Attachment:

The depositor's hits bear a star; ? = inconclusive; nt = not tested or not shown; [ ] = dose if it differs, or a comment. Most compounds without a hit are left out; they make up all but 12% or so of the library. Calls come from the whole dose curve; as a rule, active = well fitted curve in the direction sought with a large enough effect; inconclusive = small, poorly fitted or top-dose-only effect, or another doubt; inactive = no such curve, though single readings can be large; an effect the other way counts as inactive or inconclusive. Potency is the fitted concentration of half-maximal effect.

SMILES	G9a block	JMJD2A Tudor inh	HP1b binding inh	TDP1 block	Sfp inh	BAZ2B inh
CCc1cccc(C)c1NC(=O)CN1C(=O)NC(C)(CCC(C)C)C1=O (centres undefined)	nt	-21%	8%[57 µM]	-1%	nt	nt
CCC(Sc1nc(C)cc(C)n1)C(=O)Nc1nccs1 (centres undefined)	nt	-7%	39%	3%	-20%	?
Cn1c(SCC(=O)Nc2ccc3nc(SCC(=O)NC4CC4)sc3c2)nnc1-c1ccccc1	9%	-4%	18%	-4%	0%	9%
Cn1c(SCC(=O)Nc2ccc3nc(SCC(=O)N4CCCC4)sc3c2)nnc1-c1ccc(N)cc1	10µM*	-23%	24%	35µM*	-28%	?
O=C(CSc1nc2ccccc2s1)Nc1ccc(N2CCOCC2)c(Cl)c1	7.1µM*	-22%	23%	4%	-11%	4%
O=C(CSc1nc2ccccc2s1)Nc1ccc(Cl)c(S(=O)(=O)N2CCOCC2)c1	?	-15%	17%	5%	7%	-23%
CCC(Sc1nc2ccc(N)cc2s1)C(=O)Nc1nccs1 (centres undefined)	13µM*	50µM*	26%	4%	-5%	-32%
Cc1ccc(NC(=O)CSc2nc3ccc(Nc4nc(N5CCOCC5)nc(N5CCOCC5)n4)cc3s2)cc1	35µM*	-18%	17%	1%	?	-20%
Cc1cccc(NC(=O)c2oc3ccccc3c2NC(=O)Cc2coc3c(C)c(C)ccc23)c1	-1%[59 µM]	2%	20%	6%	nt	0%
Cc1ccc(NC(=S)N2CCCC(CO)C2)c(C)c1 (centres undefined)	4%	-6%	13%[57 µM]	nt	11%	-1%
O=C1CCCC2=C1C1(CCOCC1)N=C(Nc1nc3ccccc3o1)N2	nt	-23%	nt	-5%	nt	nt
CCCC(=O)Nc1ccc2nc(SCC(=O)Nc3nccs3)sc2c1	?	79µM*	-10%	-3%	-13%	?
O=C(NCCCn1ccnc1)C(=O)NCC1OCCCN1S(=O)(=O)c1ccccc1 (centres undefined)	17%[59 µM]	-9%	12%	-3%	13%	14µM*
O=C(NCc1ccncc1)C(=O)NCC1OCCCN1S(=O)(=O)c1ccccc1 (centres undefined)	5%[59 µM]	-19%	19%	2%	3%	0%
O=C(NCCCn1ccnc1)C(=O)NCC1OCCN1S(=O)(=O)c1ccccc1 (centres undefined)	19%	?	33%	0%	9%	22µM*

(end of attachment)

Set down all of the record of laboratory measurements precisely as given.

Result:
The depositor's hits bear a star; ? = inconclusive; nt = not tested or not shown; [ ] = dose if it differs, or a comment. Most compounds without a hit are left out; they make up all but 12% or so of the library. Calls come from the whole dose curve; as a rule, active = well fitted curve in the direction sought with a large enough effect; inconclusive = small, poorly fitted or top-dose-only effect, or another doubt; inactive = no such curve, though single readings can be large; an effect the other way counts as inactive or inconclusive. Potency is the fitted concentration of half-maximal effect.

SMILES	G9a block	JMJD2A Tudor inh	HP1b binding inh	TDP1 block	Sfp inh	BAZ2B inh
CCc1cccc(C)c1NC(=O)CN1C(=O)NC(C)(CCC(C)C)C1=O (centres undefined)	nt	-21%	8%[57 µM]	-1%	nt	nt
CCC(Sc1nc(C)cc(C)n1)C(=O)Nc1nccs1 (centres undefined)	nt	-7%	39%	3%	-20%	?
Cn1c(SCC(=O)Nc2ccc3nc(SCC(=O)NC4CC4)sc3c2)nnc1-c1ccccc1	9%	-4%	18%	-4%	0%	9%
Cn1c(SCC(=O)Nc2ccc3nc(SCC(=O)N4CCCC4)sc3c2)nnc1-c1ccc(N)cc1	10µM*	-23%	24%	35µM*	-28%	?
O=C(CSc1nc2ccccc2s1)Nc1ccc(N2CCOCC2)c(Cl)c1	7.1µM*	-22%	23%	4%	-11%	4%
O=C(CSc1nc2ccccc2s1)Nc1ccc(Cl)c(S(=O)(=O)N2CCOCC2)c1	?	-15%	17%	5%	7%	-23%
CCC(Sc1nc2ccc(N)cc2s1)C(=O)Nc1nccs1 (centres undefined)	13µM*	50µM*	26%	4%	-5%	-32%
Cc1ccc(NC(=O)CSc2nc3ccc(Nc4nc(N5CCOCC5)nc(N5CCOCC5)n4)cc3s2)cc1	35µM*	-18%	17%	1%	?	-20%
Cc1cccc(NC(=O)c2oc3ccccc3c2NC(=O)Cc2coc3c(C)c(C)ccc23)c1	-1%[59 µM]	2%	20%	6%	nt	0%
Cc1ccc(NC(=S)N2CCCC(CO)C2)c(C)c1 (centres undefined)	4%	-6%	13%[57 µM]	nt	11%	-1%
O=C1CCCC2=C1C1(CCOCC1)N=C(Nc1nc3ccccc3o1)N2	nt	-23%	nt	-5%	nt	nt
CCCC(=O)Nc1ccc2nc(SCC(=O)Nc3nccs3)sc2c1	?	79µM*	-10%	-3%	-13%	?
O=C(NCCCn1ccnc1)C(=O)NCC1OCCCN1S(=O)(=O)c1ccccc1 (centres undefined)	17%[59 µM]	-9%	12%	-3%	13%	14µM*
O=C(NCc1ccncc1)C(=O)NCC1OCCCN1S(=O)(=O)c1ccccc1 (centres undefined)	5%[59 µM]	-19%	19%	2%	3%	0%
O=C(NCCCn1ccnc1)C(=O)NCC1OCCN1S(=O)(=O)c1ccccc1 (centres undefined)	19%	?	33%	0%	9%	22µM*